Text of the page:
What is bruising?

Bruising is the mark on the skin caused by blood trapped under the surface. It happens when an injury ruptures small blood vessels. Those vessels break open and leak blood under the skin.

Bruises are often painful and swollen. You can get skin, bone, and muscle bruises. Bone bruises are the most serious. It can take months for a bruise to fade. Most of them last about two weeks.

Cancer treatments, such as chemotherapy and targeted therapy, can increase the risk of bruising.

How bad is my bruising?

Mild: It involves localized bruising (bleeding from smaller blood vessels, which typically doesn’t require medical treatment)

Moderate: It involves generalized bruising (bleeding from larger blood vessels), discoloration of the skin, pain and swelling.

Severe: You may have intense pain, bleeding from the gums, nose, or mouth. Visit your doctor if you bruise often for no reason and a bruise isn’t improving after 2 weeks.

How to manage mild bruising?

Keep track of your skin discoloration using Ankr (myAnkr web portal or the Ankr app). It will help you describe the discomfort to your doctor or nurse.

  • Use an ice pack to reduce swelling. Wrap the pack in cloth to avoid putting it directly on your bruised skin. Leave the ice on your bruise for 15 minutes. Repeat this every hour as needed.
  • Rest the bruised area.
  • If possible, raise the bruised area above your heart to keep blood from settling into the bruised tissue.
  • Take an over-the-counter medication, such as acetaminophen (Tylenol), to reduce pain in the area. Avoid aspirin or ibuprofen as they may increase bleeding.
  • Wear tops with long sleeves and pants to protect bruise on your arms and legs.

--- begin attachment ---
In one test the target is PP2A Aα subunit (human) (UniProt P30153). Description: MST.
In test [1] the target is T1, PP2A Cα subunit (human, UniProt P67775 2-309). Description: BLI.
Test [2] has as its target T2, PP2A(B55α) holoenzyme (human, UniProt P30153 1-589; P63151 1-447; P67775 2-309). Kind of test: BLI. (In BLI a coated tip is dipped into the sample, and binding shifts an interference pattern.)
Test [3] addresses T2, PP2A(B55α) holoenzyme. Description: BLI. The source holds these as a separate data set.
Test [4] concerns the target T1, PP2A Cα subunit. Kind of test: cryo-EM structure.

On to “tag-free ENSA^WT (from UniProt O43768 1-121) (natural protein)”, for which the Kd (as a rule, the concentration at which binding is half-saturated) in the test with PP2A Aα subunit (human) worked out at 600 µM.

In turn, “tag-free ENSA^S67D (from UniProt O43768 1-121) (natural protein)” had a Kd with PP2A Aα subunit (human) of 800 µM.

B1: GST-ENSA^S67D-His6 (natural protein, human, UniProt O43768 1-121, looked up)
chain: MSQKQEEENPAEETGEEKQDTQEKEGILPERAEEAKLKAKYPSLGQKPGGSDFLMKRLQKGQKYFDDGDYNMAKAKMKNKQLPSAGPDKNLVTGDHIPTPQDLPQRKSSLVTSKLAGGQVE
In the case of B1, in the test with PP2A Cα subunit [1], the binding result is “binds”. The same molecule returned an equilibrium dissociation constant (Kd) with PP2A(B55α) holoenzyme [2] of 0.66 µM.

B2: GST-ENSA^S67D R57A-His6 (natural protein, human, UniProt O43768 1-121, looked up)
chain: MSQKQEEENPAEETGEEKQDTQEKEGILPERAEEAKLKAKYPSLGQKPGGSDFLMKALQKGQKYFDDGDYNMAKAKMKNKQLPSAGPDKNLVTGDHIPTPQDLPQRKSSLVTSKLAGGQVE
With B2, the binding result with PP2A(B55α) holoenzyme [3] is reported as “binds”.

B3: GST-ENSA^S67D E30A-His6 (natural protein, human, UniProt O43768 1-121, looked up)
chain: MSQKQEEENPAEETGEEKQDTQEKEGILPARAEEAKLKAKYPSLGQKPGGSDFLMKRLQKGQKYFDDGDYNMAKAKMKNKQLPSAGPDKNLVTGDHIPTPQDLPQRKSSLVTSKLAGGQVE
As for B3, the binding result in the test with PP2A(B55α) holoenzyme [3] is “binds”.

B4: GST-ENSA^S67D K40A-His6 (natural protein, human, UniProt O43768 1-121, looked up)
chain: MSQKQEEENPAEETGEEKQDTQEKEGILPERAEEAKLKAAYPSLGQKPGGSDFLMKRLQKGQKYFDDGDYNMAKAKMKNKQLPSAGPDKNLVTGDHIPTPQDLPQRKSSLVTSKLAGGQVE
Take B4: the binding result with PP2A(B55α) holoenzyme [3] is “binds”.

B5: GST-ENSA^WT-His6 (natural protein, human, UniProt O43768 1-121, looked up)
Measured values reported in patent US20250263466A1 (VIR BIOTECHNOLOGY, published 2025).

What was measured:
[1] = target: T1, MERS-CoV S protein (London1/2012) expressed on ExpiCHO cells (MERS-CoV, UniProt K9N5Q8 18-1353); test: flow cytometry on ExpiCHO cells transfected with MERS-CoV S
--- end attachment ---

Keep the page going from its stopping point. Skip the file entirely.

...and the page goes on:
How to manage moderate and severe bruising?

Contact your health care provider immediately if you have:

  • Unexplained bruising, especially in a recurring pattern
  • Bruise that aren’t painful
  • Bruise that reappear in the same area without injury
  • Any black bruises on your legs
What causes bruising?
  • Bruises can occur in some people who exercise vigorously, such as athletes and weight lifters. These bruise result from microscopic tears in blood vessels under the skin.
  • Cancer treatments lower the number of blood platelets that help blood to clot and stop bleeding.
  • Unexplained bruise that occur easily or for no apparent reason may indicate a bleeding disorder, especially if the bruising is accompanied by frequent nosebleeds or bleeding gums.
  • Often, what are thought to be unexplained bruise on the shin or the thigh, for example, actually result from bumps into a bedpost or other object and failing to recall the injury.
  • Bruise in elderly people frequently occur because their skin has become thinner with age. The tissues that support the underlying blood vessels have become more fragile.
  • Bruises are also more common in those taking medicine to thin the blood.

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